Despite this, it is important to continuously reflect as to whether the current structure is the preferred mechanism for achieving an organisation’s goals. Other organisations, both public and private, have shown they are able to achieve these goals, without the need to divide their employees into positions of power – or the lack thereof – at the beginning of their careers. Ultimately, an organisation’s structure should be intended to achieve the mission of that organisation. If there is a credible reason for questioning whether this is so in the Australian Army, then the currently divided streams of officer and OR leadership roles should be subject to review.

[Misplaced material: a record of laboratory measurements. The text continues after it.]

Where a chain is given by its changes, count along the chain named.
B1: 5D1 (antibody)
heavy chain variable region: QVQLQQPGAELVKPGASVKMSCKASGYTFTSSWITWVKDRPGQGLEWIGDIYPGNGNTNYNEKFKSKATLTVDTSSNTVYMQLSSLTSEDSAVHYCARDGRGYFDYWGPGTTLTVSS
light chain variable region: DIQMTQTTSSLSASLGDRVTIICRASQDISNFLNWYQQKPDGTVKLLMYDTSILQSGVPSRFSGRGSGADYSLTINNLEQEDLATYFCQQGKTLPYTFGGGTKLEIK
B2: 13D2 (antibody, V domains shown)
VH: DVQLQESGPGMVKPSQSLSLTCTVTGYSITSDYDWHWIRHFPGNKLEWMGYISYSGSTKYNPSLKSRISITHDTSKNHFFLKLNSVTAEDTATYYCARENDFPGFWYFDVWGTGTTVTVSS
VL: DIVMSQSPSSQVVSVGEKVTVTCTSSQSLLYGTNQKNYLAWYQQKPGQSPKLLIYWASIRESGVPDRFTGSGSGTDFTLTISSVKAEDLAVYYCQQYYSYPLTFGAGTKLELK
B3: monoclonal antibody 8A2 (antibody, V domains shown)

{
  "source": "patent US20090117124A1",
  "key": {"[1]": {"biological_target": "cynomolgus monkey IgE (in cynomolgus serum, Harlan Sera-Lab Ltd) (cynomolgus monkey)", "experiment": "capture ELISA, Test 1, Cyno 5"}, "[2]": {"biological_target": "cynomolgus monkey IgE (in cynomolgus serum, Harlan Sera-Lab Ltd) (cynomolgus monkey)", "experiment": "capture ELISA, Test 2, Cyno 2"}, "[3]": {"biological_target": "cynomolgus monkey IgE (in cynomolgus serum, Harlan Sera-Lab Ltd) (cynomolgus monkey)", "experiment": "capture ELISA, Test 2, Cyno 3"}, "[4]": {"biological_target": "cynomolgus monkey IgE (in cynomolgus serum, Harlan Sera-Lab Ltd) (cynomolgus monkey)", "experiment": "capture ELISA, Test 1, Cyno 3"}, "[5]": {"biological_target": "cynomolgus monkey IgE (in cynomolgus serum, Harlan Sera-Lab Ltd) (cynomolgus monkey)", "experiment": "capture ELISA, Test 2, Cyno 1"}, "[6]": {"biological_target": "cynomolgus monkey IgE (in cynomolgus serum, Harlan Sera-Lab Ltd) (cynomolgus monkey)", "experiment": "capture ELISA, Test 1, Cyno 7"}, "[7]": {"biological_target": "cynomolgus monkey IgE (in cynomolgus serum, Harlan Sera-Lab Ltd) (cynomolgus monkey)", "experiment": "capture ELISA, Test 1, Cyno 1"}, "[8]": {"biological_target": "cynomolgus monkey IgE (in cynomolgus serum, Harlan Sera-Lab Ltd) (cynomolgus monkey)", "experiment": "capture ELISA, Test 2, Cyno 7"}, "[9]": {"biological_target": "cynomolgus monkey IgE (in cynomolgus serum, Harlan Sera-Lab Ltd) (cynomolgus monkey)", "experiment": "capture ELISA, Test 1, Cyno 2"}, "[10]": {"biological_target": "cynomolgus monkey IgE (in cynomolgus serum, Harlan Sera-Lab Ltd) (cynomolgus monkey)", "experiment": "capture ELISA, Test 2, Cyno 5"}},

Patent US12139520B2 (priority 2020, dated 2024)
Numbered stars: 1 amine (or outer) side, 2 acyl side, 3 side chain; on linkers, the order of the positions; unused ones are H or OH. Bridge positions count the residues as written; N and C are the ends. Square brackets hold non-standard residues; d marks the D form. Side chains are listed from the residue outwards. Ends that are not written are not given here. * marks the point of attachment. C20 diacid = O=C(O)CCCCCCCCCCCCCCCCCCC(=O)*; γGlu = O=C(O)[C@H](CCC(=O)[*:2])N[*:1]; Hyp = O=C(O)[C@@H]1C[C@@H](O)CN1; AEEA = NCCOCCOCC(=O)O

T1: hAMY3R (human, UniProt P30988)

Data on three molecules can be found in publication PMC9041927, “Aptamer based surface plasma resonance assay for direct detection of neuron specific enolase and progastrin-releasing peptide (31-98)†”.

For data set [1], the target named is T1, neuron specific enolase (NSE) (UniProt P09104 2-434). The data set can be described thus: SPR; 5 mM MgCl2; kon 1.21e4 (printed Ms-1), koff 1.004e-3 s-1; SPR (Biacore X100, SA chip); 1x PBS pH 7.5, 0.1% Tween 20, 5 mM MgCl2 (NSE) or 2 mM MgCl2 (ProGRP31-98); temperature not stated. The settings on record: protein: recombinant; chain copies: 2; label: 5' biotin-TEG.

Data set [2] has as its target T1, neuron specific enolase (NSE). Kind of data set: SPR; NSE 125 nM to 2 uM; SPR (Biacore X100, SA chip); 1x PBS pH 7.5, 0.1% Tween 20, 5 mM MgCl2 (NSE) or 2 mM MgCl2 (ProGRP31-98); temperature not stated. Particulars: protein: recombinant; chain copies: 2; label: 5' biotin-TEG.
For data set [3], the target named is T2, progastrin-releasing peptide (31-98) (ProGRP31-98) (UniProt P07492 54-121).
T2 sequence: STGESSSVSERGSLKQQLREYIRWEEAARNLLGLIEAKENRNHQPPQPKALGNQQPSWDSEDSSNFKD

End Notes

[1] H. H. Scullard, A History of the Roman World (Routledge: New York, 1980), p. 64-66.
[2] Barbara Tuchman, A Distant Mirror: The Calamitous Fourteenth Century (Chatham: Alfred A. Knopf Inc., 1978), p. 62-66.  
[3] Anthony Bruce, The Purchase System in the British Army, 1660-1871 (London: Royal Historical Society, 1980), p. 65-66.
[4] Keith Grint, Leadership: A Very Short Introduction (Oxford: Oxford University Press, 2010), p. 53-57.
[5] Department of Defence, 2016 Defence White Paper (Canberra: Commonwealth of Australia, 2016), p. 145-154.



Jeremy Rees

Jeremy Rees is a Combat Medical Attendant in the Australian Army Reserve at 4th Combat Service Support Battalion. In his civilian career he is a public servant, currently at the Australian Trade and Investment Commission.